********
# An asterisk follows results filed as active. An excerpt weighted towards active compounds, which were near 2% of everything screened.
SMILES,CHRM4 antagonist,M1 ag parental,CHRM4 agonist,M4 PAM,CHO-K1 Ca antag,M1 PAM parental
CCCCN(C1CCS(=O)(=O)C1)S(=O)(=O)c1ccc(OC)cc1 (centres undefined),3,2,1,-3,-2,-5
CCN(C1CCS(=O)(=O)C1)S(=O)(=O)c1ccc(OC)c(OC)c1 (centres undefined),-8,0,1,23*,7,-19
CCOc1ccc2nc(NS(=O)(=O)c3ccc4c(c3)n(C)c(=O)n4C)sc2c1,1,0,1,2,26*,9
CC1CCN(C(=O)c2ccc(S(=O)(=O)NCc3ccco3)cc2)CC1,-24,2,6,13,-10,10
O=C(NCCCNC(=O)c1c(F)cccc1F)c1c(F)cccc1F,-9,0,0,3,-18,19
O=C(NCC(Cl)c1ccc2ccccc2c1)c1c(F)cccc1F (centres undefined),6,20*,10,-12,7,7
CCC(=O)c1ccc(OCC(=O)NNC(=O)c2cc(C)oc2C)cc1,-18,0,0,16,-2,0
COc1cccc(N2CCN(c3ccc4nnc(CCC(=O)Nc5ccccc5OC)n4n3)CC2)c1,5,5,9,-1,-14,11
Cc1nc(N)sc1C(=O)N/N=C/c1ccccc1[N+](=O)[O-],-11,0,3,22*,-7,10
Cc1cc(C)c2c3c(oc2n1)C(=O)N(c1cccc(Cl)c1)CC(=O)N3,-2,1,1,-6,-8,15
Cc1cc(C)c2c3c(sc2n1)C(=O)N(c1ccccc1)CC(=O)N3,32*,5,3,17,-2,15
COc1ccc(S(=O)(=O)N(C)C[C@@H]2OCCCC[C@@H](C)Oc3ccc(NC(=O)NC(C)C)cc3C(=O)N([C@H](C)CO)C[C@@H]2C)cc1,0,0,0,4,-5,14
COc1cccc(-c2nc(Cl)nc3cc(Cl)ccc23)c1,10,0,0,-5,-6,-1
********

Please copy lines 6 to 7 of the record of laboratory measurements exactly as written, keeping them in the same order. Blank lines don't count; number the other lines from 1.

CC1CCN(C(=O)c2ccc(S(=O)(=O)NCc3ccco3)cc2)CC1,-24,2,6,13,-10,10
O=C(NCCCNC(=O)c1c(F)cccc1F)c1c(F)cccc1F,-9,0,0,3,-18,19